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Watch the corresponding live video to the new Nazoranai recording, released via Ideologic Organ on November 10th‏

October 26, 2014
calligraphy by Keiji Heino

calligraphy by Keiji Heino

WATCH THE CORRESPONDING LIVE VIDEO TO THE NEW NAZORANAI RECORDING,
RELEASED VIA IDEOLOGIC ORGAN ON NOVEMBER 10TH
一番痛い時は
一度だけ
それは もう 訪れているのかな…
“the most painful time
happens only once
has it   arrived   already..?”

   Prior to the November 10th release of Nazoranai‘s second album, ‘the most painful time   happens only once  has it   arrived   already..?’, you can witness footage from the moment the recordings took root. Performed at the City of Birmingham Symphony Orchestra (CBSO) centre on July 9th 2013 and recorded by Chris Fullard, ‘the most painful time…’ tracks the formidable trio, comprising Keiji Haino, Oren Ambarchi and Stephen O’Malley, and their horizonless route through masterfully executed rock improvisation.

WATCH VIDEO FOOTAGE OF NAZORANAI PERFORMING AT CBSO, BIRMINGHAM, JULY 9TH 2013

The opening track ‘you should   look closely those shattered   spells never   attaining embodiment   as prayer they are born here   again’ hurtles the listener straight in the abyss with an epic 18 plus minutes off apocalyptic free rock. This is music on the threshold, a searing landscape where soaring guitars circle amongst a pounding minimal tribal rhythm. ‘will not follow your  hoax called history’ lurches out at the listener offering a hand as a guide for this invented netherworld.  The multi limbed ‘who   is making the time   rot’  documents our hosts in absolute freeform mode, wildly rummaging the remains of exploded structure.  Finally the title track swings the pendulum back to earth in the guise of structure, base, rhythm and song.  Hovering between annihilation and brutality ‘the most painful time   happens only once  has it   arrived   already..?’  is a sonic sinkhole where the unrestrained improvised peaks are indelibly stamped with the unique traits deployed by these three titians of rock and experimentation (Mark Harwood, August 2014)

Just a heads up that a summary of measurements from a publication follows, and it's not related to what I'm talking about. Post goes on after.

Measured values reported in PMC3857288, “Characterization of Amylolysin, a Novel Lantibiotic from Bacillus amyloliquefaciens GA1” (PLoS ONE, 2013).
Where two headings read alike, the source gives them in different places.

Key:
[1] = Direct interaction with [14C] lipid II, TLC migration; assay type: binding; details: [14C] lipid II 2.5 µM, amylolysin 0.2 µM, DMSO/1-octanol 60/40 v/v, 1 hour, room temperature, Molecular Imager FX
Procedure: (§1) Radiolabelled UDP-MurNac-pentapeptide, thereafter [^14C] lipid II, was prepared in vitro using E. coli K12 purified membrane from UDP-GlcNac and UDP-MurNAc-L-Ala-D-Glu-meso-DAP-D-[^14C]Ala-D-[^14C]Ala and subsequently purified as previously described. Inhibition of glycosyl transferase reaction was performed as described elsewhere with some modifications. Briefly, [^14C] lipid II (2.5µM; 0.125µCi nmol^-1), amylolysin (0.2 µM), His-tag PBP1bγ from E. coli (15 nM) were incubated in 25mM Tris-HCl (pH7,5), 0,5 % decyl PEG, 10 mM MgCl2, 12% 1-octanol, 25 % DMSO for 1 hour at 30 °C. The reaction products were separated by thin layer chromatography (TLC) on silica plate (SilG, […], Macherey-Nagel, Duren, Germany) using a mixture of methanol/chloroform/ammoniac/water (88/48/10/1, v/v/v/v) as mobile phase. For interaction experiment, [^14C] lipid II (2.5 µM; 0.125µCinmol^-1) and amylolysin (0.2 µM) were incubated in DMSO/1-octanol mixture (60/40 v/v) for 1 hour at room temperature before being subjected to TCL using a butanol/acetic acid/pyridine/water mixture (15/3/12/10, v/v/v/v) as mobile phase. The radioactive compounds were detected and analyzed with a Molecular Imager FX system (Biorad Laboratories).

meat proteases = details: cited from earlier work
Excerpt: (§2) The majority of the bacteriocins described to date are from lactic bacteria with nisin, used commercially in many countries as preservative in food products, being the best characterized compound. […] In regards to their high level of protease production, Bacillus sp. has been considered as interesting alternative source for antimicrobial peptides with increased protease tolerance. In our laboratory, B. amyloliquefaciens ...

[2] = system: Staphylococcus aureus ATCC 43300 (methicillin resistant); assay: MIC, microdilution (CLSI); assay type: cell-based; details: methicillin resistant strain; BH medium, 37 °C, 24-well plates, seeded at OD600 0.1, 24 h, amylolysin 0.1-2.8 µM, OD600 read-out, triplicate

Keiji Haino (of Fushitsusha) is a big part of the history of the experimental music of Japan with work spanning free improvisation, rock, noise, singer-songwriter, psychedelia, minimalism and drone. Working mostly with guitar and vocals his performances are intensely cathartic sonic events. Stephen O’Malley is the guitarist and founder of numerous seminal groups including Sunn O))), Khanate and Burning Witch. Oren Ambarchi is a multi-instrumentalist performer working outside conventional approaches to instruments and structure. He has collaborated with the likes of Jim O’Rourke, Sunn O))), Charlemagne Palestine, John Tilbury.
  When these three musicians come together as Nazoranai, they form a rich mix of unpredictable and explosive sounds, that are both thrilling and challenging.
   Don’t forget, you can still hear the track ‘you should   look closely those shattered   spells (…)’
https://soundcloud.com/editionsmego/nazoranai-you-should-look
Pre-order link: http://editionsmego.com/release/SOMA018
(photo credit, Scott Simpson)
———————
TRACK TITLES
———————

1
よく 見るが良い
ぶっ壊れた 呪い達を
決して 祈りに 成れないまま

you should   look closely
those shattered   spells
never   attaining embodiment   as prayer
they are born here   again

2
なぞらない
お前達が でっちあげた歴史なぞ

will not follow
your  hoax called history

3
誰が 時間を 腐らせている

who   is making the time   rot

4
一番痛い時は
一度だけ
それは もう 訪れているのかな…

the most painful time
happens only once
has it   arrived  already..?

Nazoranai is so thrilling…there are passages of dark and glossy depths, near-silent, on both albums, in addition to fearsome swells that are at once violently noisy and oddly natural. Live shows, though, are where the band finds its voice, again and again, summoning as much logic as madness.– Sasha Frere Jones, The New Yorker
“Heaviness is a form of tightness, of knowing where the music is going and then driving it there, arriving just in time and with enough force to transcend the listener’s expectations.” – Matthew Phillips, Tiny Mix Tapes

“It’s art that emphasizes its own challenging stylistics over the personal encounters with the music that is necessary to true experience of art. Being avant-garde is not a goal in and of itself, but the more risks these three continue to take suggest they think otherwise.” – Brice Ezell, Pop Matters 

http://editionsmego.com/release/SOMA018

 

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